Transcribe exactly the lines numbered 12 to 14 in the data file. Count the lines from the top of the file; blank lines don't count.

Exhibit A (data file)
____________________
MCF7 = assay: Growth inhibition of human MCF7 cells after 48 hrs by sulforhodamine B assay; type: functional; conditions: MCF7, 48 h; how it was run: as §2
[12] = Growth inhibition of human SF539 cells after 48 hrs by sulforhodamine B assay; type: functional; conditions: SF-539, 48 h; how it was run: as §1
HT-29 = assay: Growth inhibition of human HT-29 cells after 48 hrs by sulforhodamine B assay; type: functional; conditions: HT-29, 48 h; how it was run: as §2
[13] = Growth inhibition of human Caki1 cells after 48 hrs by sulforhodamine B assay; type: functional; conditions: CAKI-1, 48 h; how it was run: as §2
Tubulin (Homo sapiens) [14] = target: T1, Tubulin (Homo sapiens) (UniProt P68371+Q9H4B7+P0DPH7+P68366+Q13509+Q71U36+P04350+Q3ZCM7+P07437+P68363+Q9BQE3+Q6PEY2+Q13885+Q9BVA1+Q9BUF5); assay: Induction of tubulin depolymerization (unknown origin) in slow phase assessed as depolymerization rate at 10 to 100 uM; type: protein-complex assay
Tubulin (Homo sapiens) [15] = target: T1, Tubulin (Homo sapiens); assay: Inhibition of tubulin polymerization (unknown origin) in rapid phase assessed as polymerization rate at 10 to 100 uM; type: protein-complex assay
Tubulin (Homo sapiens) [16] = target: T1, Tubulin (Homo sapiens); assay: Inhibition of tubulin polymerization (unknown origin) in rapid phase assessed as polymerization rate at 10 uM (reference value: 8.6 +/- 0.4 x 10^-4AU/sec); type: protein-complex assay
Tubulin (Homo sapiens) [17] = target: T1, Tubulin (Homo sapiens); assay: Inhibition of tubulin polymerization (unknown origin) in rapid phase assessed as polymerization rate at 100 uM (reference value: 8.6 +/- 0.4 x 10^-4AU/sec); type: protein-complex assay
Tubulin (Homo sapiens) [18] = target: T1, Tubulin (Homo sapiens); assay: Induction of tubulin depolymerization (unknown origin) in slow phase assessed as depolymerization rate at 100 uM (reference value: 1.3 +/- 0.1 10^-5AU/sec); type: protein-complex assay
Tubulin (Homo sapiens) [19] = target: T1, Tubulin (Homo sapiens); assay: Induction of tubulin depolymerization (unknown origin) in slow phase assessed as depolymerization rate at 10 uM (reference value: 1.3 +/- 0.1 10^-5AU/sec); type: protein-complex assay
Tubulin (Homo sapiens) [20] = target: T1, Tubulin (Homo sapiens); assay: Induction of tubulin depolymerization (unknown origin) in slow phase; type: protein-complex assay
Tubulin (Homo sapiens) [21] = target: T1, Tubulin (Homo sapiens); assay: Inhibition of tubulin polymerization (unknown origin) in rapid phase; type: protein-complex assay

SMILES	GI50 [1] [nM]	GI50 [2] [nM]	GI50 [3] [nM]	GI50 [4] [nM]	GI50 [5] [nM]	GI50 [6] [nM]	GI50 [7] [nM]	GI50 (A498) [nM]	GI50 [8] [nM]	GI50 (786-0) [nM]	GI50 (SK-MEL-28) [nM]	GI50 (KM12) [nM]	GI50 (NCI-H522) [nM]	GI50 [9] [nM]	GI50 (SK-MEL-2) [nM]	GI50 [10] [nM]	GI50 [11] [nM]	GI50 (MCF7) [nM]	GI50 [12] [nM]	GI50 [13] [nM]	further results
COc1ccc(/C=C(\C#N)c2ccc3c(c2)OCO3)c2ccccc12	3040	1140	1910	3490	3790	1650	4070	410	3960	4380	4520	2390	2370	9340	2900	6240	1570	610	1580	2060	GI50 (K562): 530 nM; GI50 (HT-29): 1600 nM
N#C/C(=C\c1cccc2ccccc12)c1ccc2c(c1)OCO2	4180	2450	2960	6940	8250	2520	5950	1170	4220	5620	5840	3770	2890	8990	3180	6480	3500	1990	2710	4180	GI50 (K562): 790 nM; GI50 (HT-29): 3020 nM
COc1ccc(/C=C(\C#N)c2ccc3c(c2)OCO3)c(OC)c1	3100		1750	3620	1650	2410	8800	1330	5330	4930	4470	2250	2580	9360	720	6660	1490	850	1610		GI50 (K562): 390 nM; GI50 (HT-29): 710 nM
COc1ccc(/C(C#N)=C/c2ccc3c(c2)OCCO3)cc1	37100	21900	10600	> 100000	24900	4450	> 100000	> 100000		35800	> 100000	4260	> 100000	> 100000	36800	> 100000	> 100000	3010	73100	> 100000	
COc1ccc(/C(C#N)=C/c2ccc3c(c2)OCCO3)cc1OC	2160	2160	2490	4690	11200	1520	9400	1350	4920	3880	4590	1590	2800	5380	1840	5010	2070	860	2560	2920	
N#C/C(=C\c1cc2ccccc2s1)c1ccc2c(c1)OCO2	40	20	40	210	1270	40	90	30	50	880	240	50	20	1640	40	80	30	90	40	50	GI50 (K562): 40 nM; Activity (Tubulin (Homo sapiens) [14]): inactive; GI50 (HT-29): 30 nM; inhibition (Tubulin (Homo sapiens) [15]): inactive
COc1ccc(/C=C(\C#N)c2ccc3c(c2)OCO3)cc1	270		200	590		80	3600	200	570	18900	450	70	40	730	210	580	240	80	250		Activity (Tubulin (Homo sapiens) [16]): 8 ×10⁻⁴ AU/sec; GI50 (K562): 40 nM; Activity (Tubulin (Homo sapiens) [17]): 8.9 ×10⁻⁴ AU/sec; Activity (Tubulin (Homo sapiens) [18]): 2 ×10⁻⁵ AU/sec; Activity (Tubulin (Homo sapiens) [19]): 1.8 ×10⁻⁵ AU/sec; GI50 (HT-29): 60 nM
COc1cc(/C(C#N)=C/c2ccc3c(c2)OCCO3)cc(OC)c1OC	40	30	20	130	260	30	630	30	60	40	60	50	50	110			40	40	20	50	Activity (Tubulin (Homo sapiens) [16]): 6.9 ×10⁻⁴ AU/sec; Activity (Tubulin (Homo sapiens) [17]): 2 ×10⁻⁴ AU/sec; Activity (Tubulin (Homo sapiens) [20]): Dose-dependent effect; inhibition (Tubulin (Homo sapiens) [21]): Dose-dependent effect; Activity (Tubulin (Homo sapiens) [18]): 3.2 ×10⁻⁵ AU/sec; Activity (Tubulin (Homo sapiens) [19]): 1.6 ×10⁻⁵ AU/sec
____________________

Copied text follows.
Tubulin (Homo sapiens) [21] = target: T1, Tubulin (Homo sapiens); assay: Inhibition of tubulin polymerization (unknown origin) in rapid phase; type: protein-complex assay

SMILES	GI50 [1] [nM]	GI50 [2] [nM]	GI50 [3] [nM]	GI50 [4] [nM]	GI50 [5] [nM]	GI50 [6] [nM]	GI50 [7] [nM]	GI50 (A498) [nM]	GI50 [8] [nM]	GI50 (786-0) [nM]	GI50 (SK-MEL-28) [nM]	GI50 (KM12) [nM]	GI50 (NCI-H522) [nM]	GI50 [9] [nM]	GI50 (SK-MEL-2) [nM]	GI50 [10] [nM]	GI50 [11] [nM]	GI50 (MCF7) [nM]	GI50 [12] [nM]	GI50 [13] [nM]	further results
COc1ccc(/C=C(\C#N)c2ccc3c(c2)OCO3)c2ccccc12	3040	1140	1910	3490	3790	1650	4070	410	3960	4380	4520	2390	2370	9340	2900	6240	1570	610	1580	2060	GI50 (K562): 530 nM; GI50 (HT-29): 1600 nM